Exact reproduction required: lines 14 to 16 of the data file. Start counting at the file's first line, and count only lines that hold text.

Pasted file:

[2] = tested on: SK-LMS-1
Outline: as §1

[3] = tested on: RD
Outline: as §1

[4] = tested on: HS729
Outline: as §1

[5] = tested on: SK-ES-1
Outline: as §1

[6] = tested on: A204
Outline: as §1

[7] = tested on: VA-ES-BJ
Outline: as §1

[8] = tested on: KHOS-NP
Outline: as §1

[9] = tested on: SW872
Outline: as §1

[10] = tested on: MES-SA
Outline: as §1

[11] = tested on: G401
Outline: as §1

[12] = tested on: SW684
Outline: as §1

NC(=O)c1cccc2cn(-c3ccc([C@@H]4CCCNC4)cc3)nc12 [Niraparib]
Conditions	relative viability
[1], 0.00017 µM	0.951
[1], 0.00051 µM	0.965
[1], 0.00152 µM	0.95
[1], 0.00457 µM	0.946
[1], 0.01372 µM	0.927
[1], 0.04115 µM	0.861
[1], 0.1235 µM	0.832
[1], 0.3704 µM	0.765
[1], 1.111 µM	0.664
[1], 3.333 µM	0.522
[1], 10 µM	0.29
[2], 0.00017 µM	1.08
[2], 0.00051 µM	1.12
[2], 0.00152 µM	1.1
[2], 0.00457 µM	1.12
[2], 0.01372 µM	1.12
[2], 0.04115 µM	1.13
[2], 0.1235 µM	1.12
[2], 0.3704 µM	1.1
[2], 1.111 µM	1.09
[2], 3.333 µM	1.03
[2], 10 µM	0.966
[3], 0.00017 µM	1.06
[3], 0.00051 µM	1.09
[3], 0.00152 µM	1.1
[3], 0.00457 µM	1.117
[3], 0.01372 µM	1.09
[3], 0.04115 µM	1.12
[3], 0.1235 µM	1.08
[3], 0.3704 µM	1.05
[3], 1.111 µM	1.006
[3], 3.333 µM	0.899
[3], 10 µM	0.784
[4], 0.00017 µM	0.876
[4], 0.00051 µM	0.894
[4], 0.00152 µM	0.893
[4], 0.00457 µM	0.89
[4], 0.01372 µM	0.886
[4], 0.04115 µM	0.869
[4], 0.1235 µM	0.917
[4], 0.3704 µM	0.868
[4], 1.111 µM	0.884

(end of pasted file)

Outline: as §1

[9] = tested on: SW872
Outline: as §1